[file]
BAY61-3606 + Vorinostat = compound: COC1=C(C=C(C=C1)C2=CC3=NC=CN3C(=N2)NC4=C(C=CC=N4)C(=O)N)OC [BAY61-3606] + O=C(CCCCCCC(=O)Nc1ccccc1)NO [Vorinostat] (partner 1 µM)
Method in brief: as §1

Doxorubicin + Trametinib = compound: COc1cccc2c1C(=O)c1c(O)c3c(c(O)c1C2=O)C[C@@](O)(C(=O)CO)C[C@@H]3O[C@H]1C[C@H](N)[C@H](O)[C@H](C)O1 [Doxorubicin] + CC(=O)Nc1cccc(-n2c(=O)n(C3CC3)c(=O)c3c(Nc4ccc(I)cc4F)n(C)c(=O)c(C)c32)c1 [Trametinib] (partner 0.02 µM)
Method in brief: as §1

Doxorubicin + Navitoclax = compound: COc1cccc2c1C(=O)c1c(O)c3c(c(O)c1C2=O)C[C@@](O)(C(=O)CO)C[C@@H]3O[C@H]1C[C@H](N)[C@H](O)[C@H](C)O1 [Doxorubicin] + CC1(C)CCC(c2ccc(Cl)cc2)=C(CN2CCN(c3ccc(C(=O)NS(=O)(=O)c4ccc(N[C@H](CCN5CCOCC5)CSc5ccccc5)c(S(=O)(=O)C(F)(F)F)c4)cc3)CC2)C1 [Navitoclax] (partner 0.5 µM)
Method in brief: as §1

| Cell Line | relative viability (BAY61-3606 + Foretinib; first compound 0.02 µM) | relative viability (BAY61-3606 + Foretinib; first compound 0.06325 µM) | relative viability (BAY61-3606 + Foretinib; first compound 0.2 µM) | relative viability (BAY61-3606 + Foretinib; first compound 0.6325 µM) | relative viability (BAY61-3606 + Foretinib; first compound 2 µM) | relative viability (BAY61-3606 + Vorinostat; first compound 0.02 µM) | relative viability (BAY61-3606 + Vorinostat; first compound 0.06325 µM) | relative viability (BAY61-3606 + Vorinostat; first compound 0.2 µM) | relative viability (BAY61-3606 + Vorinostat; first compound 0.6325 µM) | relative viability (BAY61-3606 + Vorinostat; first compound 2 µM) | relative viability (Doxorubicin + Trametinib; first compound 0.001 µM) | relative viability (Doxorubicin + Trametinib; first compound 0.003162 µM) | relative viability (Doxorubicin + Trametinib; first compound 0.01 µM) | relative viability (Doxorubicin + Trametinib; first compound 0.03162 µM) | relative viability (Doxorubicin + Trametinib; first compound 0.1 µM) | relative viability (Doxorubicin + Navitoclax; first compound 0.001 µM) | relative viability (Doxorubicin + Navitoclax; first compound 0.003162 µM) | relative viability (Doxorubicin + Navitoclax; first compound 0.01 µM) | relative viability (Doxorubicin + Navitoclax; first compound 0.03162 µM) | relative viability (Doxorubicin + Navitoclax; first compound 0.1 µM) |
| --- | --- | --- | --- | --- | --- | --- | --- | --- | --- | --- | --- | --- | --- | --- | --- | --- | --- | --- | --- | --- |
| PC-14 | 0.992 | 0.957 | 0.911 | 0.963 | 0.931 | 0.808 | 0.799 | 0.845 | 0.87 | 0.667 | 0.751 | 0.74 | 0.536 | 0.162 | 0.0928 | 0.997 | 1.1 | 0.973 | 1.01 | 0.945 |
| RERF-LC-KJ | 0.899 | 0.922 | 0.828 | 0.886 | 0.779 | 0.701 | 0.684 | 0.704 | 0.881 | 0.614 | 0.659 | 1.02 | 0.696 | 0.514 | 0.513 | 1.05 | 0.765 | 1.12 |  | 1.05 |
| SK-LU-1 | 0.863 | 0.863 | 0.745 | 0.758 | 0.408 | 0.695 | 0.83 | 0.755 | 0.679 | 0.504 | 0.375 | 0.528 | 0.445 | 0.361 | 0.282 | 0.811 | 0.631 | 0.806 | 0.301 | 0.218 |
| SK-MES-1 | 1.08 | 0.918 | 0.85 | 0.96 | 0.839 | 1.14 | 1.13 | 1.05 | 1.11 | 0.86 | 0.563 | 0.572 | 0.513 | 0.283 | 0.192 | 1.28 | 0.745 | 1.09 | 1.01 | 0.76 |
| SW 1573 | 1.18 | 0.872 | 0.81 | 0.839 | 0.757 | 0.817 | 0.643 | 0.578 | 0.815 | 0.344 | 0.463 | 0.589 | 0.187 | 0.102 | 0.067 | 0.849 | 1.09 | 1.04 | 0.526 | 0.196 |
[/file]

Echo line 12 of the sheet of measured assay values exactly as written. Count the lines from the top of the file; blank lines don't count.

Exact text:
| SK-MES-1 | 1.08 | 0.918 | 0.85 | 0.96 | 0.839 | 1.14 | 1.13 | 1.05 | 1.11 | 0.86 | 0.563 | 0.572 | 0.513 | 0.283 | 0.192 | 1.28 | 0.745 | 1.09 | 1.01 | 0.76 |